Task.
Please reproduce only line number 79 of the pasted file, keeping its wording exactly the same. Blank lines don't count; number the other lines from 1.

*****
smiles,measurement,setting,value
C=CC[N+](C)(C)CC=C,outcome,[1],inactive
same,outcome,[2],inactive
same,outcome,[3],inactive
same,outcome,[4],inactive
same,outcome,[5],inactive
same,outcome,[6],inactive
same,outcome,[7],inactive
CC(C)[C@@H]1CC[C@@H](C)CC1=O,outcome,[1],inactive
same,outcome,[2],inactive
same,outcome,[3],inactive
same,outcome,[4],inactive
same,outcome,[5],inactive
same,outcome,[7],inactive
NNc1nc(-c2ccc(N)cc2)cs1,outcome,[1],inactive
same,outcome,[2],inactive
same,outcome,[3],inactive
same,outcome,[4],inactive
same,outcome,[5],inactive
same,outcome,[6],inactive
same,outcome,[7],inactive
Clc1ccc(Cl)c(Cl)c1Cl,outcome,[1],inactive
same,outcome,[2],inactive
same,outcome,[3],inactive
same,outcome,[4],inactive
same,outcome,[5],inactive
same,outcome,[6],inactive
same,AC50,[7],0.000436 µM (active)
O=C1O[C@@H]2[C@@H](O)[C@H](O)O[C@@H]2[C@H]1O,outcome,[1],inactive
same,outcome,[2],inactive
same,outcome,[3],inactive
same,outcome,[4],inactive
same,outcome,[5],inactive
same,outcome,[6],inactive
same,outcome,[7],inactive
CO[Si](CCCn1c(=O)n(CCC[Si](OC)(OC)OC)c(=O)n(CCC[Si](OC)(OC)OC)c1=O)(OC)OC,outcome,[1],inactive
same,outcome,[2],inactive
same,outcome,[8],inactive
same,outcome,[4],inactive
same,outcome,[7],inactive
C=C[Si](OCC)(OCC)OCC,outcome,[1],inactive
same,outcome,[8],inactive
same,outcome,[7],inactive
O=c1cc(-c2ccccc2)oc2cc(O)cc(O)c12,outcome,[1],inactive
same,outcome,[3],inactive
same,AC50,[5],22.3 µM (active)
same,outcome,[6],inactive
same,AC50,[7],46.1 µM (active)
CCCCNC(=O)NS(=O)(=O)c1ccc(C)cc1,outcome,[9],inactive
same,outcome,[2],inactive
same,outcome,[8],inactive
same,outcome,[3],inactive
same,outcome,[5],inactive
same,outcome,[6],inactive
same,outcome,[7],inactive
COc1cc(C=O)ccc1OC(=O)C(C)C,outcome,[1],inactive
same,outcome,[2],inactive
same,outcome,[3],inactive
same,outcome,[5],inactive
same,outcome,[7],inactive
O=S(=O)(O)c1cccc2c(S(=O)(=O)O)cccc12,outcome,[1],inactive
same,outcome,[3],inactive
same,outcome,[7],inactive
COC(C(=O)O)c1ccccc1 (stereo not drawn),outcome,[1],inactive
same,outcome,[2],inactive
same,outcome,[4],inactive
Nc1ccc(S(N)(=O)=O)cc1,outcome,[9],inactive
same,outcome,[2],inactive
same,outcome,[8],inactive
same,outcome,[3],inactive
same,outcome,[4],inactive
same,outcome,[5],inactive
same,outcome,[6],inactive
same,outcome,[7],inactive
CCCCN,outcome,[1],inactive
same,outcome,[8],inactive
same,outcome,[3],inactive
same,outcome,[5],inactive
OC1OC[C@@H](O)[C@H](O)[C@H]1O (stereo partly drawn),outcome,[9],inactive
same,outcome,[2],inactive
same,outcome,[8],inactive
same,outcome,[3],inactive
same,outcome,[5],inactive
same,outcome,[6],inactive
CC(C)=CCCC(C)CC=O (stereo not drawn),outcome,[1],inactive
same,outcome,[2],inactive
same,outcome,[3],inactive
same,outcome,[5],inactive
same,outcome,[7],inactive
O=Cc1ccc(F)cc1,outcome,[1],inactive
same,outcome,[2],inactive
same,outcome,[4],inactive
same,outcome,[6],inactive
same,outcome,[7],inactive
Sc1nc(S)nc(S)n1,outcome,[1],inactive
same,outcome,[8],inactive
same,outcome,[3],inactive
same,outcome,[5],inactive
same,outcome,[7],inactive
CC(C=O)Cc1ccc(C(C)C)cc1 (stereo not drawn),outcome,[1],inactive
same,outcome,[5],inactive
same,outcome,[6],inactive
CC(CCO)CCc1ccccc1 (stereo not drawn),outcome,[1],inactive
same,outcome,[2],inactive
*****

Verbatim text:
OC1OC[C@@H](O)[C@H](O)[C@H]1O (stereo partly drawn),outcome,[9],inactive